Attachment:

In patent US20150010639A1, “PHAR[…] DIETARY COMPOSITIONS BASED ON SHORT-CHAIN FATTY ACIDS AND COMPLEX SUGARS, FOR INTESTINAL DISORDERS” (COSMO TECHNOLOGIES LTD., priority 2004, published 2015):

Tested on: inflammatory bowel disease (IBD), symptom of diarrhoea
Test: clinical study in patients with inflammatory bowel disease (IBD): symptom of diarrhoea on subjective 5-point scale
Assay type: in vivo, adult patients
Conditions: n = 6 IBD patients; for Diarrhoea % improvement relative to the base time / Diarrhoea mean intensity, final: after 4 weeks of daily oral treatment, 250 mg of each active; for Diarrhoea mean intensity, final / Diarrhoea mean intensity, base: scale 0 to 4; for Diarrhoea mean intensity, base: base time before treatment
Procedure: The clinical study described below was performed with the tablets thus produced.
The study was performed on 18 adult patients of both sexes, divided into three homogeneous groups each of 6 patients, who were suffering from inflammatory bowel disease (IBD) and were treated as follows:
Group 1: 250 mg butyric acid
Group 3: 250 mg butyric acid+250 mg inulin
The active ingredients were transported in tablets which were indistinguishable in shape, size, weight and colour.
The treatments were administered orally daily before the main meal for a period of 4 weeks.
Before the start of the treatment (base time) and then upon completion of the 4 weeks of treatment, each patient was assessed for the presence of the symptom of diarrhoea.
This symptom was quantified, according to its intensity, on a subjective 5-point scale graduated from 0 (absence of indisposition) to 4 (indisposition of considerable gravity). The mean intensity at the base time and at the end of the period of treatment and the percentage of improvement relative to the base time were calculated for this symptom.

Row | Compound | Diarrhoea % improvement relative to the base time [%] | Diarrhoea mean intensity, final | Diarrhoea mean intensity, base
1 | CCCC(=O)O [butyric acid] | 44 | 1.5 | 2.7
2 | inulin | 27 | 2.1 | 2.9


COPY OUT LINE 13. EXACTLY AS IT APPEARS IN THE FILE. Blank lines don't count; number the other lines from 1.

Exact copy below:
This symptom was quantified, according to its intensity, on a subjective 5-point scale graduated from 0 (absence of indisposition) to 4 (indisposition of considerable gravity). The mean intensity at the base time and at the end of the period of treatment and the percentage of improvement relative to the base time were calculated for this symptom.